Maki-chan is fabulous.
leeandlow submitted to medievalpoc:
The Diversity Gap in the highest grossing science fiction and fantasy films. Sad, right? You can see the full study here.
from the infographic:
Among the top 100 domestic grossing films:
- only 8% of films star a protagonist of color
- of the 8 protagonists of color, all are men; 6 are played by Will Smith and 1 is a cartoon character (Aladdin)
- 0% of protagonists are women of color
- 0% of protagonists are LGBTQ
- 1% of protagonists are people with a disability
I never understood why the genre I love so much doesn’t love me back :(
I admit this broke my heart because…me, too.
I have to say that one of the most unexpected and amazing things about Medievalpoc is that I’ve discovered I’m not alone in feeling that way; that there is a whole community out here trying to change that.
Nope. But the real story is better. Bolding mine:
The late Ruth Thompson, a cell painter on “Snow White” who later became a multiplane scene planner, recalled: “We tried everything - airbrush, drybrush, even lipstick and rouge, which is perhaps the basis for the legend because we did, in fact, try it. But nothing worked.”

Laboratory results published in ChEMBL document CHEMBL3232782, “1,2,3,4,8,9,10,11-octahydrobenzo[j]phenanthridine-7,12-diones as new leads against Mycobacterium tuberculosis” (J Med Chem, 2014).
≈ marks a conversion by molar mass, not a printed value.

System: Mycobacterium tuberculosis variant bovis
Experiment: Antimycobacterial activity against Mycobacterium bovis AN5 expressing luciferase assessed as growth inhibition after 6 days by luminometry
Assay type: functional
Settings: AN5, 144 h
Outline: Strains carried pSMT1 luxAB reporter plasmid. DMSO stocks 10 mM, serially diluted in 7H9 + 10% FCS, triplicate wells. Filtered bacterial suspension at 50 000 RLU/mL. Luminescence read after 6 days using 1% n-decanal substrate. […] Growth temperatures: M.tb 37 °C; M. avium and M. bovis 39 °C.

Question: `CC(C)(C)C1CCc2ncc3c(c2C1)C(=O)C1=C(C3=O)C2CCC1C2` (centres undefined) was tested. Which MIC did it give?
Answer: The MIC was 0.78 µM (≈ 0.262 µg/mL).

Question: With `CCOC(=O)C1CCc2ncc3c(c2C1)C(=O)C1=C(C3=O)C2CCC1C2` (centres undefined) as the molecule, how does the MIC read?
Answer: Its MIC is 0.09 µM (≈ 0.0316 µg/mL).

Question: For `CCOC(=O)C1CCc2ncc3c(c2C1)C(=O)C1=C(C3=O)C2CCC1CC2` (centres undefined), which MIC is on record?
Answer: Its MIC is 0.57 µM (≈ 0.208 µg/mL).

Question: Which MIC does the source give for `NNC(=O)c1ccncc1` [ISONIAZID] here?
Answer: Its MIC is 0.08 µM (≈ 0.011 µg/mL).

The airbrush was difficult to control on such a small area; drybrush was too harsh; lipstick and rouge unwieldy and messy. Everything proved to be impractical and all hope seemed lost to give Snow White her little bit of color when the idea of using a dye was proposed.
Again Ms. Thompson: “Someone suggested a red dye because the blue day we added to give Donald Duck his distinctive sailor-blue never really could be washed off the cell without leaving a bluish stain where the paint had been applied.”
Ever since the mid 30’s when color became the norm for all the cartoons, not just the “Silly Symphonies,” all paints and inks were made at the studio. During this period as well cells were routinely reused for economic reasons, thus the need to wash them off. Apparently Donald’s special blue color was made with a dye added to the usual powdered pigments. “So we tried that.” As the women gathered around in what must have seemed just another dead-end effort, all eyes became fixed on the red dot which soon became a small glow with no perceptible edge. The hushed silence soon gave way to sighs of relief. The method had finally been found. Now the application.
Among the studio’s many inkers (an extremely demanding profession), was one young lady whose training and skill was unique: Helen Ogger. Just being an inker placed one within the elite confines of this most “holy of holies” area of the Nunnery, as the Ink and Paint Department was so called (Walt had strict and quite Victorian views that the sexes not mingle at the workplace, allowing no male personnel save the “gofer” boy and the paymaster “Mr.” Keener to enter this domain of mostly unmarried women ). But Helen was in addition a very fine cartoonist and one of the few women at Disney’s or anywhere else, who could animate.